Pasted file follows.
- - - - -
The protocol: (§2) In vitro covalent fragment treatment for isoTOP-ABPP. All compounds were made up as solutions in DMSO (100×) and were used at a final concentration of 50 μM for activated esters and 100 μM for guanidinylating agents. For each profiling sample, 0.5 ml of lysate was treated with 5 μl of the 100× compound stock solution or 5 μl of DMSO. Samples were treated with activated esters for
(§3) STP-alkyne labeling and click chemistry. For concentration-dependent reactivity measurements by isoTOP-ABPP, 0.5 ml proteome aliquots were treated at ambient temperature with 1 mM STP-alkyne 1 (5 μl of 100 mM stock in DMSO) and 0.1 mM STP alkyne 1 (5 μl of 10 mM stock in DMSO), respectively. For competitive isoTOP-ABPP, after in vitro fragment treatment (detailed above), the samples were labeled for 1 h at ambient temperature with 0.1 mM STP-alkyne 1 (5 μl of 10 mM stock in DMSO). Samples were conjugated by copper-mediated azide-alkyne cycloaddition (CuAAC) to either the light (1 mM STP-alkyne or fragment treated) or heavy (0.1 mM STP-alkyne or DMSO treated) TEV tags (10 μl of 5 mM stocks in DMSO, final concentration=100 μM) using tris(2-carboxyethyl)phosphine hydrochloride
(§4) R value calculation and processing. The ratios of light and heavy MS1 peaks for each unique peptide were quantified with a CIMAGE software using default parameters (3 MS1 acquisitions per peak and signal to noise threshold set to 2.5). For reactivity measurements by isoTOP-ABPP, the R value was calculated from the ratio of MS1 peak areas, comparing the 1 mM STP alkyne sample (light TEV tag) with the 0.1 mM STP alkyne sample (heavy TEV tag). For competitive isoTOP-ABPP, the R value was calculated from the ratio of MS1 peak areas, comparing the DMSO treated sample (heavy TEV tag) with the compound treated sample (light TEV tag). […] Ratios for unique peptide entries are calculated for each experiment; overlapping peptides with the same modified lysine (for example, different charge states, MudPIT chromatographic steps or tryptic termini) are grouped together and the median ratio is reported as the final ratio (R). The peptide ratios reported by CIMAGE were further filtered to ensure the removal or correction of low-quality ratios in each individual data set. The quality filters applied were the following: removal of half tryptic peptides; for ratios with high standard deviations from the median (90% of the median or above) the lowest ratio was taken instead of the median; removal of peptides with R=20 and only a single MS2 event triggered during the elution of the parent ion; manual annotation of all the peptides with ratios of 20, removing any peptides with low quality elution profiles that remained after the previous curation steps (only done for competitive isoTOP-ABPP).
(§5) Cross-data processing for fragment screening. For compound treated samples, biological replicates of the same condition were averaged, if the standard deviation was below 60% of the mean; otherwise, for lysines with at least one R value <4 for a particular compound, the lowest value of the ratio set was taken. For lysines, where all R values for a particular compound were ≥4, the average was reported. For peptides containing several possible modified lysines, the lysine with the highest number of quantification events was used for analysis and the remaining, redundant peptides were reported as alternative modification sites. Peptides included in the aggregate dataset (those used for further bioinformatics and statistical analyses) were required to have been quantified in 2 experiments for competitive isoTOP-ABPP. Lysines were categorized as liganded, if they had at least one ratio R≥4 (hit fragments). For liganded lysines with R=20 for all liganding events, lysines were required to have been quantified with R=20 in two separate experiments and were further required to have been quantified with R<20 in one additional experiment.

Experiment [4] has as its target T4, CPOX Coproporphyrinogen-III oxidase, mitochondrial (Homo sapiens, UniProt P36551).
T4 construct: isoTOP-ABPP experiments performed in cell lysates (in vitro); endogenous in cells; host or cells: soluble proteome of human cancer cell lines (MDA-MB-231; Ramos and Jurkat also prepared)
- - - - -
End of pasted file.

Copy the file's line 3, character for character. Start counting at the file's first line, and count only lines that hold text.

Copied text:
(§4) R value calculation and processing. The ratios of light and heavy MS1 peaks for each unique peptide were quantified with a CIMAGE software using default parameters (3 MS1 acquisitions per peak and signal to noise threshold set to 2.5). For reactivity measurements by isoTOP-ABPP, the R value was calculated from the ratio of MS1 peak areas, comparing the 1 mM STP alkyne sample (light TEV tag) with the 0.1 mM STP alkyne sample (heavy TEV tag). For competitive isoTOP-ABPP, the R value was calculated from the ratio of MS1 peak areas, comparing the DMSO treated sample (heavy TEV tag) with the compound treated sample (light TEV tag). […] Ratios for unique peptide entries are calculated for each experiment; overlapping peptides with the same modified lysine (for example, different charge states, MudPIT chromatographic steps or tryptic termini) are grouped together and the median ratio is reported as the final ratio (R). The peptide ratios reported by CIMAGE were further filtered to ensure the removal or correction of low-quality ratios in each individual data set. The quality filters applied were the following: removal of half tryptic peptides; for ratios with high standard deviations from the median (90% of the median or above) the lowest ratio was taken instead of the median; removal of peptides with R=20 and only a single MS2 event triggered during the elution of the parent ion; manual annotation of all the peptides with ratios of 20, removing any peptides with low quality elution profiles that remained after the previous curation steps (only done for competitive isoTOP-ABPP).